Intel Xeon chip to boost profits

The chipmaker plans to introduce the Pentium II Xeon, a processor designed specifically for sophisticated servers and workstations.

Michael Kanellos Staff Writer, CNET News.com
Michael Kanellos is editor at large at CNET News.com, where he covers hardware, research and development, start-ups and the tech industry overseas.
Michael Kanellos
3 min read
Xeon will be the name for the family of sophisticated corporate processors coming this summer from Intel, the company announced today, introducing the second phase of a branding strategy the chip giant is executing this year.

Xeon, however, represents more than just another fancy galactic name. The upcoming workstation and server processors, which will be based around the Pentium II core, will likely be a linchpin in Intel's future business strategy.

With desktop chip prices declining, the company will increasingly look to more powerful processors from the Xeon family as well as succeeding generations to maintain its high profit margins. These families include chips incorporating the next generation of MMX multimedia and 3D graphics technology (dubbed Katmai), the 32-bit Tanner processor that will also work with 64-bit machines, and 64-bit Merced and McKinley processors.

Unlike desktop chips, which now sell for between $100 and $800 in quantities, Xeon chips will start at a whopping $2,000, allowing Intel to reap larger gross margins, according to various analysts.

For Intel, "the dollar growth is in workstations" and servers, according to Nathan Brookwood, semiconductor analyst for Dataquest. Merced, Intel's first 64-bit processor for servers and workstations, will appear in 1999 while McKinley is due in 2001, said sources.

The Xeon chips, which are expected to be available in volume in the third quarter, essentially expand the features of current Pentium II processors. Xeon chips, for instance, will be based around a "Slot 2" design, a larger version of the Pentium II chip package that has increased in size to accommodate, among other features, greater amounts of the extra high-speed memory referred to as "secondary cache." Cache memory can speed up performance dramatically.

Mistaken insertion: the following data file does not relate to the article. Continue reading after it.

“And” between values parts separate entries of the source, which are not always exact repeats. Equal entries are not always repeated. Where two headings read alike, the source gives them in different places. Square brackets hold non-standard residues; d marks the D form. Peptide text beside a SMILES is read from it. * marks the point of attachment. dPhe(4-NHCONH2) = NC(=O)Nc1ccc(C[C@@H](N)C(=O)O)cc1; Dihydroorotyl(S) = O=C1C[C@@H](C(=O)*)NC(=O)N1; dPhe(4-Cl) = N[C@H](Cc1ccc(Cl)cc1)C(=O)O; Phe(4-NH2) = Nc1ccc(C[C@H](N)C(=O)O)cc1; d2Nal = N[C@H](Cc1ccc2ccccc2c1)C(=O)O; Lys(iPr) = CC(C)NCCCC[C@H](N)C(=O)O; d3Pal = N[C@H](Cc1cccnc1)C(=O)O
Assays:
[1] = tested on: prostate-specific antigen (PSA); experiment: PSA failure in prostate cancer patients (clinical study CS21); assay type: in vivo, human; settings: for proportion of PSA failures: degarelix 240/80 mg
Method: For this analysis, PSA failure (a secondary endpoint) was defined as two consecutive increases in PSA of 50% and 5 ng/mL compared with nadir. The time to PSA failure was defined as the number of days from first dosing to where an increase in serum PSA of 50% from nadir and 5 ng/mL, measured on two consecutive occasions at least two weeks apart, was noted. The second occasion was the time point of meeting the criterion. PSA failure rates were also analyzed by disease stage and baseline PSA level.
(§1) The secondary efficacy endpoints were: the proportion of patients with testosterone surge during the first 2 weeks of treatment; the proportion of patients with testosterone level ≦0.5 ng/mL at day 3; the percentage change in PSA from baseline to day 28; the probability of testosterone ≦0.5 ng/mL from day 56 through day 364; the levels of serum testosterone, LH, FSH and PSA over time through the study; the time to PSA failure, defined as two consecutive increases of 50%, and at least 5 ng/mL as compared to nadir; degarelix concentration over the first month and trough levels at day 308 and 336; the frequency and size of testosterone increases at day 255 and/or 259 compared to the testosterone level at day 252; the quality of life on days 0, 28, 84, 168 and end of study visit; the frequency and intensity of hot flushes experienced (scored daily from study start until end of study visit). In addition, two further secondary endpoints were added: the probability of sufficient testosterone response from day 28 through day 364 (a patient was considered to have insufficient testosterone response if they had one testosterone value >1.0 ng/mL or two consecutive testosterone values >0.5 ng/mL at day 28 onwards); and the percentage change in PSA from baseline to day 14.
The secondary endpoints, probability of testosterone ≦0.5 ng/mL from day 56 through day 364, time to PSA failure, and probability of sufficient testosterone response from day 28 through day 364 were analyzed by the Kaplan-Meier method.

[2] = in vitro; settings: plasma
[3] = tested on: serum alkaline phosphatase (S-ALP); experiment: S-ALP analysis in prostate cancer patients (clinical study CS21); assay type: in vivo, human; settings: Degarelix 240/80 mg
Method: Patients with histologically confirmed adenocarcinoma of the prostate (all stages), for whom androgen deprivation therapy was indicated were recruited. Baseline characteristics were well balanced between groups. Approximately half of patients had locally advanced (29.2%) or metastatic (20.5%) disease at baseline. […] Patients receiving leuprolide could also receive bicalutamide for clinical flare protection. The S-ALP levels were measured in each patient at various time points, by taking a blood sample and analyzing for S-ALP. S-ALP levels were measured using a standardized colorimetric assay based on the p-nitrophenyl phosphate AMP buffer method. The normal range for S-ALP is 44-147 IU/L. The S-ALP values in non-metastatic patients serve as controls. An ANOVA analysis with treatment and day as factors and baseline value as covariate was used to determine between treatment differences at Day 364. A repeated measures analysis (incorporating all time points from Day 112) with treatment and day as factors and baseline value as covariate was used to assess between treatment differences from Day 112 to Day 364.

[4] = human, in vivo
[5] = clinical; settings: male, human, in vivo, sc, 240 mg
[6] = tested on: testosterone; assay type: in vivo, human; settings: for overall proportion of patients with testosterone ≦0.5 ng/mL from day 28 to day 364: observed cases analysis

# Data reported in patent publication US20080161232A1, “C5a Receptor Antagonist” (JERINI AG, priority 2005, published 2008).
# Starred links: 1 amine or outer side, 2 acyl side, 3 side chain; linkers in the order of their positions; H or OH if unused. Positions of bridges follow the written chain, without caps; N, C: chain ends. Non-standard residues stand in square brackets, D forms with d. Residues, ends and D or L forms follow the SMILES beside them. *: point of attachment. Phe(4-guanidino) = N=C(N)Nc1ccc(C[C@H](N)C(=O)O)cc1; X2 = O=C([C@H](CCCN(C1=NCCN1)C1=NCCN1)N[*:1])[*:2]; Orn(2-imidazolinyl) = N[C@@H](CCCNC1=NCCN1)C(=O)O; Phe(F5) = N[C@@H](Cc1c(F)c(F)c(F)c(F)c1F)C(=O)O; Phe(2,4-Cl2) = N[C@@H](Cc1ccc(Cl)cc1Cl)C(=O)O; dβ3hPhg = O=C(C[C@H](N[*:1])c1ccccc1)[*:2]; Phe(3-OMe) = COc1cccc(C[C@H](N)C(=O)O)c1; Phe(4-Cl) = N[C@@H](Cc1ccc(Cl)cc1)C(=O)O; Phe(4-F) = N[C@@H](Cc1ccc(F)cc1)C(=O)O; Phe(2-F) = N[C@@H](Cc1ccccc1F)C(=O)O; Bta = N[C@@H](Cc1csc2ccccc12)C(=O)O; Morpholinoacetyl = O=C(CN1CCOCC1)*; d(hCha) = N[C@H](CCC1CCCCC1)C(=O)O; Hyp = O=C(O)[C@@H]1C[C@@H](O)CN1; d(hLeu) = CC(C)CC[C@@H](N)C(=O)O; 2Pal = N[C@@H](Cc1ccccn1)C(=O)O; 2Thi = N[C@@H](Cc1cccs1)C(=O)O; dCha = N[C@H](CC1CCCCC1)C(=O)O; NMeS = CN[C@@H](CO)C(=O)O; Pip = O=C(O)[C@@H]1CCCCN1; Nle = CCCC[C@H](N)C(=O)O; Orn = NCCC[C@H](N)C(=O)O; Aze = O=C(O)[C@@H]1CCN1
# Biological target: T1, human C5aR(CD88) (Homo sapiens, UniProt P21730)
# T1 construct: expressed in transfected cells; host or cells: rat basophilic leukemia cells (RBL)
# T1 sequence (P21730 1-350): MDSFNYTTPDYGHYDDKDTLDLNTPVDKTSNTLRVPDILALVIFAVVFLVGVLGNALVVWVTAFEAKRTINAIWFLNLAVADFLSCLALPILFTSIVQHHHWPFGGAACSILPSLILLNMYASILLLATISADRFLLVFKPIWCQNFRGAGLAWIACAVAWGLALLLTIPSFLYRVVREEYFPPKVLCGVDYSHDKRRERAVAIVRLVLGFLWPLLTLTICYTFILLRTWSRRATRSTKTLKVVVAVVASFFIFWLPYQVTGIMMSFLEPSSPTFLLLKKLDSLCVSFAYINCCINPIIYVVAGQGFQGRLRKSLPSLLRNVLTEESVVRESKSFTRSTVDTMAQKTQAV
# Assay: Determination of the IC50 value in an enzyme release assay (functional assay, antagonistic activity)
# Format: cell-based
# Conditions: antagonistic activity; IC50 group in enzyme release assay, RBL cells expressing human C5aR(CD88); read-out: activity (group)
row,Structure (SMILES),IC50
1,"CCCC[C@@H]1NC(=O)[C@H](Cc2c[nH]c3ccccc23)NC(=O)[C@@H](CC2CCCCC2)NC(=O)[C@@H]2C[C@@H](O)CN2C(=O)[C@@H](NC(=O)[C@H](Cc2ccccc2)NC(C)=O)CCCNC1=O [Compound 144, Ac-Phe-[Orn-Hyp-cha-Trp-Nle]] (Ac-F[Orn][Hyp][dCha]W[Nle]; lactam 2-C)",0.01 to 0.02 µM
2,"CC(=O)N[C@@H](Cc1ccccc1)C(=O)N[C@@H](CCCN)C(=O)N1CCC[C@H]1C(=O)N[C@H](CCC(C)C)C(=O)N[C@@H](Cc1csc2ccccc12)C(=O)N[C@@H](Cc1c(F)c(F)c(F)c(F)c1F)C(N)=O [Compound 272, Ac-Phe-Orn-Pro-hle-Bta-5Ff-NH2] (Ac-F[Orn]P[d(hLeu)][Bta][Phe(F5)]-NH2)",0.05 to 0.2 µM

Xeon processors will be available with 512 kilobytes, 1MB, or 2MB of secondary cache memory, said Mike Fister, vice president of manufacturing and product development for the microprocessor group at Intel, earlier this year. Price will vary with the amount of cache memory included, he said.

Today, Slot 1 Pentium II chip packages only hold about one-fourth as much data as the high-end 2MB cache chips.

In an important first for Intel, Xeon-based servers will be capable of using as many as eight processors at once, according to company spokesman Seth Walker. Current Pentium II computers can only use two processors at most in standard designs. Since server and workstation vendors will be able to incorporate eight Xeon processors using standard hardware architecture, this is expected to drive down high-end server prices.

This new architecture will also give Intel the opportunity to penetrate deeper into the high-end corporate "enterprise" computing market now dominated by Unix server makers such as Sun Microsystems and Hewlett-Packard, as well as mainframe manufacturers.

These advances aside, the first generation of Xeon chips will be only as fast as the Pentium II desktop chips. The first versions of the chip will run at 400 MHz with a 100-MHz system bus while a 450-MHz version will come out later, an Intel spokesman said. The company released 400-MHz Pentium IIs for desktops last week, and a 450-MHz version is due in the second half of the year.

Most major vendors are expected to pledge support to Xeon. IBM, in fact, last week rolled out servers based around the latest Pentium II processors that can accommodate Xeon chips.

The name "Xeon" was created by Lexicon, a branding consultancy in Sausalito, California. The name has no inherent or etymological meaning, but is supposed to connote speed, said David Placek, president of Lexicon.

"It starts off with that very distinctive 'X.' The 'P' in Pentium is pretty deliberate and the 'X' is even more so," he said. "The 'X,' which is pronounced 'zz,' is the fastest-sounding letter there is in several languages. With the last three letters, we try to balance that speed with a little smoothness."

Other companies, including Xerox and Exxon, have used the zz sound with great effect, he said. Placek denied any connection to the popular TV series Xena: Warrior Princess.

Earlier this year, Intel announced that its low-end processors would be named "Celeron." The brand name, also from Lexicon, derives from the Latin root for speed.

Intel is an investor in CNET: The Computer Network.